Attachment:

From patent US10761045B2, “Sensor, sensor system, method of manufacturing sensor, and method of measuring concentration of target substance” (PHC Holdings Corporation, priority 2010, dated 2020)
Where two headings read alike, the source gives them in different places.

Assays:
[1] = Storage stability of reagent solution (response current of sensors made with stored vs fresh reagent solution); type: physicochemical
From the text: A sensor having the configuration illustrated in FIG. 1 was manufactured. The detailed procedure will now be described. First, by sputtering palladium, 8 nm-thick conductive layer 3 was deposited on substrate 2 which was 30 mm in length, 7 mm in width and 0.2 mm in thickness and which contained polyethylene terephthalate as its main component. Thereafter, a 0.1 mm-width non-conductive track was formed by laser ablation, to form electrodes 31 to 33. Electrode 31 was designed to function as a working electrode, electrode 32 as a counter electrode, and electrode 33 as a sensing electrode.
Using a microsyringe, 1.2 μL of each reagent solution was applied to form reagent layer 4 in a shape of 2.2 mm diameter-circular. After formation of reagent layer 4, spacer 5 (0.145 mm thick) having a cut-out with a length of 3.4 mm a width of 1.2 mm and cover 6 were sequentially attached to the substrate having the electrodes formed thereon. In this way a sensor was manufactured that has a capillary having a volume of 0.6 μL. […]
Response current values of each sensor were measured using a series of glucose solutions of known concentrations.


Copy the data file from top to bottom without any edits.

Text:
From patent US10761045B2, “Sensor, sensor system, method of manufacturing sensor, and method of measuring concentration of target substance” (PHC Holdings Corporation, priority 2010, dated 2020)
Where two headings read alike, the source gives them in different places.

Assays:
[1] = Storage stability of reagent solution (response current of sensors made with stored vs fresh reagent solution); type: physicochemical
From the text: A sensor having the configuration illustrated in FIG. 1 was manufactured. The detailed procedure will now be described. First, by sputtering palladium, 8 nm-thick conductive layer 3 was deposited on substrate 2 which was 30 mm in length, 7 mm in width and 0.2 mm in thickness and which contained polyethylene terephthalate as its main component. Thereafter, a 0.1 mm-width non-conductive track was formed by laser ablation, to form electrodes 31 to 33. Electrode 31 was designed to function as a working electrode, electrode 32 as a counter electrode, and electrode 33 as a sensing electrode.
Using a microsyringe, 1.2 μL of each reagent solution was applied to form reagent layer 4 in a shape of 2.2 mm diameter-circular. After formation of reagent layer 4, spacer 5 (0.145 mm thick) having a cut-out with a length of 3.4 mm a width of 1.2 mm and cover 6 were sequentially attached to the substrate having the electrodes formed thereon. In this way a sensor was manufactured that has a capillary having a volume of 0.6 μL. […]
Response current values of each sensor were measured using a series of glucose solutions of known concentrations.